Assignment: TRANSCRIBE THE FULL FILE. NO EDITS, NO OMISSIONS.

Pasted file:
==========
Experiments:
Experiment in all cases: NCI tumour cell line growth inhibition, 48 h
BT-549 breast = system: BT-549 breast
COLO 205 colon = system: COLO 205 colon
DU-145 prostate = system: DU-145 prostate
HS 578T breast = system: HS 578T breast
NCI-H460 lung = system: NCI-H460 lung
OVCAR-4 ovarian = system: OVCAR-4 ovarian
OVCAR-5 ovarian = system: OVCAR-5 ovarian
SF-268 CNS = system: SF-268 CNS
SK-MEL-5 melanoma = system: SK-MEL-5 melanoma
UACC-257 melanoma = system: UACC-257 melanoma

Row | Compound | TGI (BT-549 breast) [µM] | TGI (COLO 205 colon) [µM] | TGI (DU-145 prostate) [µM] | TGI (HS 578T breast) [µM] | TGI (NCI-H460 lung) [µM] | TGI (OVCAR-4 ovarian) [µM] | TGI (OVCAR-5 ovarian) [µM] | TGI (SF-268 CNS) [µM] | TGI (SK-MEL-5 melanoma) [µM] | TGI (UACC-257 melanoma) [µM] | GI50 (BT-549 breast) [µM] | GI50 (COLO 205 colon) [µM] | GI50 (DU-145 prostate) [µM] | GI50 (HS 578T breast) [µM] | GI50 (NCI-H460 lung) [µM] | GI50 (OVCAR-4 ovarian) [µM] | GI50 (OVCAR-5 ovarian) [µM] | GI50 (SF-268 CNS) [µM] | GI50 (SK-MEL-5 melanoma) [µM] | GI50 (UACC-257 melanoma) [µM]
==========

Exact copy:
Experiments:
Experiment in all cases: NCI tumour cell line growth inhibition, 48 h
BT-549 breast = system: BT-549 breast
COLO 205 colon = system: COLO 205 colon
DU-145 prostate = system: DU-145 prostate
HS 578T breast = system: HS 578T breast
NCI-H460 lung = system: NCI-H460 lung
OVCAR-4 ovarian = system: OVCAR-4 ovarian
OVCAR-5 ovarian = system: OVCAR-5 ovarian
SF-268 CNS = system: SF-268 CNS
SK-MEL-5 melanoma = system: SK-MEL-5 melanoma
UACC-257 melanoma = system: UACC-257 melanoma

Row | Compound | TGI (BT-549 breast) [µM] | TGI (COLO 205 colon) [µM] | TGI (DU-145 prostate) [µM] | TGI (HS 578T breast) [µM] | TGI (NCI-H460 lung) [µM] | TGI (OVCAR-4 ovarian) [µM] | TGI (OVCAR-5 ovarian) [µM] | TGI (SF-268 CNS) [µM] | TGI (SK-MEL-5 melanoma) [µM] | TGI (UACC-257 melanoma) [µM] | GI50 (BT-549 breast) [µM] | GI50 (COLO 205 colon) [µM] | GI50 (DU-145 prostate) [µM] | GI50 (HS 578T breast) [µM] | GI50 (NCI-H460 lung) [µM] | GI50 (OVCAR-4 ovarian) [µM] | GI50 (OVCAR-5 ovarian) [µM] | GI50 (SF-268 CNS) [µM] | GI50 (SK-MEL-5 melanoma) [µM] | GI50 (UACC-257 melanoma) [µM]